Heads-up match #2, $25/50 vs. maniac, $5,000 starting stacks

Hand 1

I raise to $150 with A♥-5♥, opponent calls. Flop is 9♣‐J♥‐10♦, he checks and I check. It’s easy for him to have a hand. Turn is the 9♦, check‐check. River is the A♠ and he bets $300. He appears to be happy with his hand and he could very well have checked a good hand on the flop or turn to trap me. But it’s hard to put him on a specific hand that beats me and importantly if he has a pair of aces to have a better kicker he needs A‐K or A‐Q, which he’d reraise pre‐ flop – with all other pairs of aces we split the pot. I call, he has J‐Q. His river bet simply makes no sense. So at this point I will be play‐ ing under the assumption he’s bad.

Hand 2

K♦-8♦, opponent raises to $150, I call. The flop is K♠‐8♣‐5♦; since he appears to be crazy there is no need to take the lead away from him, especially since I dominate the board. I check, he checks. Turn is the 5♠, a bad card as it could make him a better hand, decreases the strength of mine, and most important of all, doesn’t improve his hand. I check, he checks. River is the 2♣, I bet $300, he folded.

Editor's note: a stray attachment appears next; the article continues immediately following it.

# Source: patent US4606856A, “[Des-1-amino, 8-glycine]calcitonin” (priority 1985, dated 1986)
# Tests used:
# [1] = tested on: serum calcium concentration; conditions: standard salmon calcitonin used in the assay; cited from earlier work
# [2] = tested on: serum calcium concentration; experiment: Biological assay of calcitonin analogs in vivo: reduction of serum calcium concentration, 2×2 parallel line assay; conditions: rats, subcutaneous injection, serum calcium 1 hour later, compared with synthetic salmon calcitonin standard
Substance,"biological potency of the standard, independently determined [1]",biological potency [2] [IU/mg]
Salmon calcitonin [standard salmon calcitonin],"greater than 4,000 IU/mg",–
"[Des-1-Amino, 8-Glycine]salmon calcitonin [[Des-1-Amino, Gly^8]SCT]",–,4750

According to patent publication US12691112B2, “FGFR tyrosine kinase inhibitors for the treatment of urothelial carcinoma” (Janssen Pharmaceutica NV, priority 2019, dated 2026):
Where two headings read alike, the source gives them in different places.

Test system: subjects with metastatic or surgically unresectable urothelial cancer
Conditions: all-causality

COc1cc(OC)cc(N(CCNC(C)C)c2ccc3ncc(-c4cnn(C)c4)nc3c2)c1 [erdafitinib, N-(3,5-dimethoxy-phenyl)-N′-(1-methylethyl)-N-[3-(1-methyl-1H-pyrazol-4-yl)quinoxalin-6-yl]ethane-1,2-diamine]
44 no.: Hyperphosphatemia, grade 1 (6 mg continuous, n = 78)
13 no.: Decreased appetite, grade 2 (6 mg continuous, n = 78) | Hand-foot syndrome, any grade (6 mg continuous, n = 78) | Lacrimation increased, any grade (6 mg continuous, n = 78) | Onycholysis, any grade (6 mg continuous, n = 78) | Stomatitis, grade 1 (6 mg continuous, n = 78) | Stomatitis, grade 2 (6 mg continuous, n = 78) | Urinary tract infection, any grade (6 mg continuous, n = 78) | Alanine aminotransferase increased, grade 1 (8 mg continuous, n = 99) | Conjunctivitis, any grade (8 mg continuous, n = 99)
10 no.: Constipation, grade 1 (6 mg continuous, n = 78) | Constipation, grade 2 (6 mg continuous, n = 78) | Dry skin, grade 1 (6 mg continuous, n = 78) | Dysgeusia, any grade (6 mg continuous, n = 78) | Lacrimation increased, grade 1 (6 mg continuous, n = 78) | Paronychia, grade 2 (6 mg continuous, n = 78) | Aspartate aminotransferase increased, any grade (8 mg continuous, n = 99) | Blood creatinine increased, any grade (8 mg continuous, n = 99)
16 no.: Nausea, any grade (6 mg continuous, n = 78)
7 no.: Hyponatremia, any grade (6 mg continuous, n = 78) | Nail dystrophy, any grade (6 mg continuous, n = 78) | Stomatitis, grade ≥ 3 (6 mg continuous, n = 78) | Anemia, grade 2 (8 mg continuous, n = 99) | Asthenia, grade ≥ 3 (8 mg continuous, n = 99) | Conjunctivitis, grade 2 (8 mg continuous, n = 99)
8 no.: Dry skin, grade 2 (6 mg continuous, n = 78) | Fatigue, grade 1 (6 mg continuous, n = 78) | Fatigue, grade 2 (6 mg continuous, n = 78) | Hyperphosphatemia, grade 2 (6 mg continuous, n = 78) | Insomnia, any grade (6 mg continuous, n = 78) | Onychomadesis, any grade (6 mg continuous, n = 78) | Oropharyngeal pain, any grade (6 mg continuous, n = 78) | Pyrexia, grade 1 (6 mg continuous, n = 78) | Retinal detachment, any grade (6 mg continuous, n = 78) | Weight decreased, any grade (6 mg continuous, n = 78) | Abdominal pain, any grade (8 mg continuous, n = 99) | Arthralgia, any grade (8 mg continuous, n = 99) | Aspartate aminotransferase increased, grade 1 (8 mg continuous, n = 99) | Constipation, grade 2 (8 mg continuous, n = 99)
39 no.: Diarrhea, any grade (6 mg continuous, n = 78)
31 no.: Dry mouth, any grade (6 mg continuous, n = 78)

Hand 3

Q♣-2♥, I raise to $150. It’s a marginal hand but it’s the beginning of the game and I want to establish myself as aggressive and take the lead in the game. He calls, flop is 6♦‐4♦‐8♦. Here I figured since it looks like he is the type of opponent who calls everything pre‐flop, he probably doesn’t have a good hand here. And even though I don’t have anything he wouldn’t be able to stand a bet. So I bet $300 but he called. I guess that was a mistake as he appears to be the type of opponent who not only calls everything pre‐flop but then is also crazy post‐flop.